More of Ira and the SCP spinoff Chicago Spirit setting by Krakaheimr!

There’s a location in the setting called the Shepherd’s Crook, which is a little pocket dimension the gang was gifted and that one of their branches operates out of. Kraik said it’s an odd place to be in, so I wanted to play with a few thoughts about what that might be like.

You might think a pocket dimension undiscoverable by the cops would be the perfect place for a bunch of criminals to shack up. Better than coming and going, even, since the more in-and-out people do, the more likely they are to be discovered. But a few days in and Ira is beginning to realize why nobody else seems to live in the Crook.

He noticed the first day how things seemed to swim a little if he moved his head too fast, or took a corner too suddenly. As creepy pocket dimension side-effects go, that one was pretty harmless, even when he began to realize that when that happened, things looked a little…purple and twilit around the edges till they stabilized.

And then there was the thing where…well, the thing was, he kept getting lost. Couldn’t take a proper turn if it killed him, seemed like—and it almost did a few times, when he wandered into the middle of places he wasn’t supposed to be.

And that was weird, because while he didn’t have the best sense of direction, it was pretty average at least. Normally a guy got used to the feel of how a place twisted and turned after a few days. But it was maybe four or five days in when he left his room and headed left down the hall to that first intersection, and realized the reason he could never figure out which way to go was because the hallways kept changing direction. Not that you’d end up someplace different if you turned right. But that the hallway that went right kept changing angles.

He sat down on the floor at the corner there and watched it for a while.

Eventually Perch came and found him. Ira heard the step-tunk of his stride coming up the hall a bit before he came into view. And then he stopped and looked down at Ira. “The fuck you doing down there?”

The twisted-up confusion was such a normal expression on the face of a guy like him that Ira snorted a laugh. “Did you know the hallways move?”

Because sure enough, sit and watch long enough and you realized this turn in the hallway went right the way a river flowed south. That was, ultimately that was the direction the water moved in. But on any given turn you might be facing south or east or west—or even north for a bit on a real exciting loop—and furthermore sometimes the river jumped its bed and laid a new path.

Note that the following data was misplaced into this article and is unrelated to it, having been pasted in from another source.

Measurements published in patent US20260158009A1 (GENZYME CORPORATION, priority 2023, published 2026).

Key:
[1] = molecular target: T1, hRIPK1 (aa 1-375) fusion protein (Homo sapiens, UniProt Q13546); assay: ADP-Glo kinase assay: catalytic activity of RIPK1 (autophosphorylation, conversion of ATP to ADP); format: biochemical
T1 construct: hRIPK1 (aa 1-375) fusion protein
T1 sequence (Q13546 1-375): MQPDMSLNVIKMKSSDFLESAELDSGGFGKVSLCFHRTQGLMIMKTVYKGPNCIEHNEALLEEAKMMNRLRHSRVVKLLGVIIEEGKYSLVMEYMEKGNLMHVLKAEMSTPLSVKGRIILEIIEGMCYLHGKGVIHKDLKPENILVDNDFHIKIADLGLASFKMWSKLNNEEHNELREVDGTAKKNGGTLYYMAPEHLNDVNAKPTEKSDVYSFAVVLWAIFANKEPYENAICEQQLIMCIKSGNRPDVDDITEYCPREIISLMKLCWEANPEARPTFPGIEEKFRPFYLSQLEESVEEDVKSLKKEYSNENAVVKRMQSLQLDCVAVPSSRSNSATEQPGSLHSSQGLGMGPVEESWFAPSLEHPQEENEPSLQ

Perch shot him a warier look at that. And then, he answered Ira’s question by shooting another over his shoulder, back the way he’d come. “Well come on. The Ol’ Man’s been wondering where the hell you got off to. Sent me to make sure you didn’t fall into a pit somewhere.”

“There are pits?”

Ira wouldn’t be surprised if there are pits. He hasn’t found any yet, but that doesn’t necessarily mean much.

You don’t see the hallways move, is the thing. There’s no sun in here, or stars. The Crook is just rooms and hallways, with their tobacco-stained whitewashed walls and cheap, battered wood flooring with rugs here and there thrown down to hide disturbing stains, and every once in a while a movie poster or something plastered to the wall, either because somebody got bored of the plainness or maybe to help them remember where the fuck they were in this place.

It’s impossible to see the place shift because they’re inside it, and there’s nothing to reference for bearings except the hallway itself. But pay close attention and sit still for a while, and you can *feel* the way you’re slowly being turned to face a different direction.

So yeah, he wouldn’t be surprised if the pits just haven’t found him yet.

But then there’s the day he takes a wrong turn—UGH—trying to come back from the kitchen and catches a hallway waking up.

He rounds the corner, and…for a second he thinks there isn’t a hallway there. But then, with a jerk like a cat startled awake, it opens up. There’s a split second that registers in his eyes like an after-image, spots floating in his eyes in the shape of streaks of raw universe weaving themselves, and then the scuffed white walls and battered floor are snapping into place, with a painting of some guys playing poker in hell, and an unattributable air of sheepishness.

He turns around and goes back.

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